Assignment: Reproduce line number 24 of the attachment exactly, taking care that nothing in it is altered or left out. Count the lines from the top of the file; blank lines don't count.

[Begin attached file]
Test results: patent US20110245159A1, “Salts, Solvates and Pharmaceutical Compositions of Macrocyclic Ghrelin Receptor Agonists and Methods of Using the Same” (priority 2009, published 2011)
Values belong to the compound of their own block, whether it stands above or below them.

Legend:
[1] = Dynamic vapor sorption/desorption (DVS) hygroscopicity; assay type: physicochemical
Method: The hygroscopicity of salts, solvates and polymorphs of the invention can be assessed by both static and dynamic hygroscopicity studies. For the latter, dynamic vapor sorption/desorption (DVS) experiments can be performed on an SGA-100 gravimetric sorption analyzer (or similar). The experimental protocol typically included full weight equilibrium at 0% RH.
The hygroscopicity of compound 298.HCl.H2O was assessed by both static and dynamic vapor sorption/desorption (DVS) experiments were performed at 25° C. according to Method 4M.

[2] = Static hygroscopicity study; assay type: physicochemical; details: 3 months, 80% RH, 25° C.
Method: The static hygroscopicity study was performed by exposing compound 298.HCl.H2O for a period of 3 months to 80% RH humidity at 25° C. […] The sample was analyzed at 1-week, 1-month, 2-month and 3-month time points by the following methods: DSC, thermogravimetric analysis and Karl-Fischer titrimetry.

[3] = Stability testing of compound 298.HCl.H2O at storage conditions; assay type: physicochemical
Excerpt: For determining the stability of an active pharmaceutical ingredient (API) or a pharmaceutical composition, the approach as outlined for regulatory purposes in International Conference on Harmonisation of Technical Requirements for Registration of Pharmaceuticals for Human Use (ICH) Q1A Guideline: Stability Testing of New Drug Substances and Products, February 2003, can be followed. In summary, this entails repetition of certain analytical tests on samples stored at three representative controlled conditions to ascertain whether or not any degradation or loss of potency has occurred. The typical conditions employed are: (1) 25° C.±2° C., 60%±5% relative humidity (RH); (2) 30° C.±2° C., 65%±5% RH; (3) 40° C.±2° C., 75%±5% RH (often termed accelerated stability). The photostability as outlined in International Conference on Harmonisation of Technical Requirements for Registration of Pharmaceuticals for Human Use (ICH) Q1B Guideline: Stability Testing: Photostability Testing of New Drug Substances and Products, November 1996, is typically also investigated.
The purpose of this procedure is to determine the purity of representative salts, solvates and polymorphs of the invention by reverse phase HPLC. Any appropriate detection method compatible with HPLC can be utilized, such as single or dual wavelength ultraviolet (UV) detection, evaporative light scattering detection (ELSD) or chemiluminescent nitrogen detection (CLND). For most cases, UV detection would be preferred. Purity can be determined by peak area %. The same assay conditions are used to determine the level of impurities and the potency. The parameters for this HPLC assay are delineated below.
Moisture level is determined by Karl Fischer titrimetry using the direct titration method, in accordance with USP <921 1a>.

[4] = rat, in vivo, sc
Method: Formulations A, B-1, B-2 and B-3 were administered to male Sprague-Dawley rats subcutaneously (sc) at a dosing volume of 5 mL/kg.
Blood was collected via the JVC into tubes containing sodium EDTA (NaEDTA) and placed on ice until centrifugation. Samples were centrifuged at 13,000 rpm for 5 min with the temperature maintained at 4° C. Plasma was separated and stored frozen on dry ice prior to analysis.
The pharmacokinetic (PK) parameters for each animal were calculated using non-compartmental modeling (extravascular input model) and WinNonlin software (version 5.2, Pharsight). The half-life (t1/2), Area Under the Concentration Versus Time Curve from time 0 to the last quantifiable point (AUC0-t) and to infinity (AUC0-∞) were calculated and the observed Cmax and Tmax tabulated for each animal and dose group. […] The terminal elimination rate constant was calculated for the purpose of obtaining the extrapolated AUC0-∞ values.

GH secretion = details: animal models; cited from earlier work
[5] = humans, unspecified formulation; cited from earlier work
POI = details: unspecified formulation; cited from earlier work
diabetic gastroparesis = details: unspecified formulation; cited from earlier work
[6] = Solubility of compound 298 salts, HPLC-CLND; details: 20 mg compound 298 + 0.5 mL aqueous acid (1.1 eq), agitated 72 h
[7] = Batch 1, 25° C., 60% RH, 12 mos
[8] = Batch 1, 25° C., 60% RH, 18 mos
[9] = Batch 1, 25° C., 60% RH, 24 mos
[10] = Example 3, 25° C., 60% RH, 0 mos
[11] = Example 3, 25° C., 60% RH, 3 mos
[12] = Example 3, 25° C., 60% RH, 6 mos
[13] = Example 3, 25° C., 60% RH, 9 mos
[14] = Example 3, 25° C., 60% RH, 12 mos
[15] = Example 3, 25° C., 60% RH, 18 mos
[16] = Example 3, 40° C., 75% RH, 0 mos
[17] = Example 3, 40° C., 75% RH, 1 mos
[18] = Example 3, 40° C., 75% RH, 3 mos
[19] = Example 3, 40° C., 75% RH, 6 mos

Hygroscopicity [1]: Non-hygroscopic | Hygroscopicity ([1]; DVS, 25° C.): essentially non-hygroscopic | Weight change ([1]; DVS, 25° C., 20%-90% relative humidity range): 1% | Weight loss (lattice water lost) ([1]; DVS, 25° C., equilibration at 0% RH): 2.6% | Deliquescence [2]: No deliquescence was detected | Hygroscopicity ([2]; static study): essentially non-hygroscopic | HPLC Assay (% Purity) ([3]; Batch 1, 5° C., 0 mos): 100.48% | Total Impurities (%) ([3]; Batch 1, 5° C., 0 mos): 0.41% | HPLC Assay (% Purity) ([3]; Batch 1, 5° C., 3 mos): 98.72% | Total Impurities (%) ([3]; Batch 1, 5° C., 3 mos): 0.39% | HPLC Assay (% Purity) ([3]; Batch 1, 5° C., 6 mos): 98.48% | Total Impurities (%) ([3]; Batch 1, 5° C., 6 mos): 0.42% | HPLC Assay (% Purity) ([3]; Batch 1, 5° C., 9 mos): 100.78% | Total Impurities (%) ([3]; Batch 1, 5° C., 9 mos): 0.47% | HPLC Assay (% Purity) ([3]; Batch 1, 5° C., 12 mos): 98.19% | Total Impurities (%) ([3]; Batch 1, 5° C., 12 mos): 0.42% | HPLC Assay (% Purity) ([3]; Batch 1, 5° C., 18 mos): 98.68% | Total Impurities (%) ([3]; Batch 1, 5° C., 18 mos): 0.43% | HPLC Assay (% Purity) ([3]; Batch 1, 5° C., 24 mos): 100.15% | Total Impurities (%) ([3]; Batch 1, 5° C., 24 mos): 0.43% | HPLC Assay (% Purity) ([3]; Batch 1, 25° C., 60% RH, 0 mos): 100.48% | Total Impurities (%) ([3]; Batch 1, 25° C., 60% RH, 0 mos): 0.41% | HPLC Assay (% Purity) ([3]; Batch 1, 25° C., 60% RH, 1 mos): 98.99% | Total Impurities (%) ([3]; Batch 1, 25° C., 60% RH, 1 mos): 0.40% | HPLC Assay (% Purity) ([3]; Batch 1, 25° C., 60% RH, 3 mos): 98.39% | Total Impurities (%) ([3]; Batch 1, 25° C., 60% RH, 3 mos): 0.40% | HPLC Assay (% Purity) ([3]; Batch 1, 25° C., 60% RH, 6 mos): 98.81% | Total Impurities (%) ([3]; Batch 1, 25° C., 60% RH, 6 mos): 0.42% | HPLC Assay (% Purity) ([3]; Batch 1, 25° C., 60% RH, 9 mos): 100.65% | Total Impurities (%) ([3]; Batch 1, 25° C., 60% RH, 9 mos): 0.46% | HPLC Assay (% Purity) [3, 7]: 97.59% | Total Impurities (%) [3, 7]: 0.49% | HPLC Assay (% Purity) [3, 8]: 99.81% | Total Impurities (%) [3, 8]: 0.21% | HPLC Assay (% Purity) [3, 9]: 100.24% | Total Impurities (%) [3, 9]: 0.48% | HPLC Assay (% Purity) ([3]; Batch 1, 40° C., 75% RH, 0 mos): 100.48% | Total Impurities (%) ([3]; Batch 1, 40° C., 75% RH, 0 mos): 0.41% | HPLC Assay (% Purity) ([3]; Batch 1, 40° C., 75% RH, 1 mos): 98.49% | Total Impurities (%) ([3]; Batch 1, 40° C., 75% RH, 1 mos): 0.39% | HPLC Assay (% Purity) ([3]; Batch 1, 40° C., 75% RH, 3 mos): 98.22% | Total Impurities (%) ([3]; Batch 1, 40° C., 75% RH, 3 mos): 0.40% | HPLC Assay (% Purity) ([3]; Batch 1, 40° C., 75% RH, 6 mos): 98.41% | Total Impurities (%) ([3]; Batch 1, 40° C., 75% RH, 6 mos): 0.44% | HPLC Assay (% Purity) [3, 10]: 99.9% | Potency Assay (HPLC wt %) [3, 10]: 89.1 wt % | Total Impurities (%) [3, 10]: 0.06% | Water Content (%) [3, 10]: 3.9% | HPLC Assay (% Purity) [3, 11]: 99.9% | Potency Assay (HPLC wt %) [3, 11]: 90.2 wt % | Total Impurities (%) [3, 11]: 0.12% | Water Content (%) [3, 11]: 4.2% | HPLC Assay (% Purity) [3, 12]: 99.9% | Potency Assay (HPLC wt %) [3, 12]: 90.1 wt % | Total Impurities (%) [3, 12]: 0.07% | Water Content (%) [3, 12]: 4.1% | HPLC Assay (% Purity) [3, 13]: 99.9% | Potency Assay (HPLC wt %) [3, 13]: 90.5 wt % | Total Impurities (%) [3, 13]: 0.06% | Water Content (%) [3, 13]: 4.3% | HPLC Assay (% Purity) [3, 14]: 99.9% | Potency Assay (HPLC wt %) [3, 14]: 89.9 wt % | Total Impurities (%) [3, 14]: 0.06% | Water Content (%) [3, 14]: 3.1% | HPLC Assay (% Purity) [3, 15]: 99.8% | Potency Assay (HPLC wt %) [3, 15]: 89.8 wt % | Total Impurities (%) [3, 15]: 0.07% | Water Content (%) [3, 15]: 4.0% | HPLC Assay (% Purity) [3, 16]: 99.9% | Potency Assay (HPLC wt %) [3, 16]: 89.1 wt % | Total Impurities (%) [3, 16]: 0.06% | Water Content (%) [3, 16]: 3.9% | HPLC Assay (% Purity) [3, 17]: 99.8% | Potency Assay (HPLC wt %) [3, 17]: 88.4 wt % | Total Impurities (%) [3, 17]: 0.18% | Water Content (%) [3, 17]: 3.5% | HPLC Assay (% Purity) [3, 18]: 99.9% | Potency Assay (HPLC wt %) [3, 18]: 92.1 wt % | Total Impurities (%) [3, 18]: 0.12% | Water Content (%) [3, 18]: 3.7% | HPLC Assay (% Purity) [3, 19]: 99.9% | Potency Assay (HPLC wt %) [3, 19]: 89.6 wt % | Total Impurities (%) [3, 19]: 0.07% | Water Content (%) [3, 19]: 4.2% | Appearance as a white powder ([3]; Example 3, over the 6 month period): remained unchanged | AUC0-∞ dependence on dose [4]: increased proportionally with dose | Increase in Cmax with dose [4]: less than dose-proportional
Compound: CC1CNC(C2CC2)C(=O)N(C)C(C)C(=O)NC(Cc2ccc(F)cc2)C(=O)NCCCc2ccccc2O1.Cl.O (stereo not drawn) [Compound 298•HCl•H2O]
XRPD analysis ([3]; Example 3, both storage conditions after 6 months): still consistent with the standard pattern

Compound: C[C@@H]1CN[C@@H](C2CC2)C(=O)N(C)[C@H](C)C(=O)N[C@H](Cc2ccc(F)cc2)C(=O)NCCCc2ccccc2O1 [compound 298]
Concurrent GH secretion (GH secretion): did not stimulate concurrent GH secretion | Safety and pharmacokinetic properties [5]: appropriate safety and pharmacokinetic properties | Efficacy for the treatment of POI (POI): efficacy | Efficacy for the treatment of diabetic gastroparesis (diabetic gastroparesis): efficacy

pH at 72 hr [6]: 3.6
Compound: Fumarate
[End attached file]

[9] = Batch 1, 25° C., 60% RH, 24 mos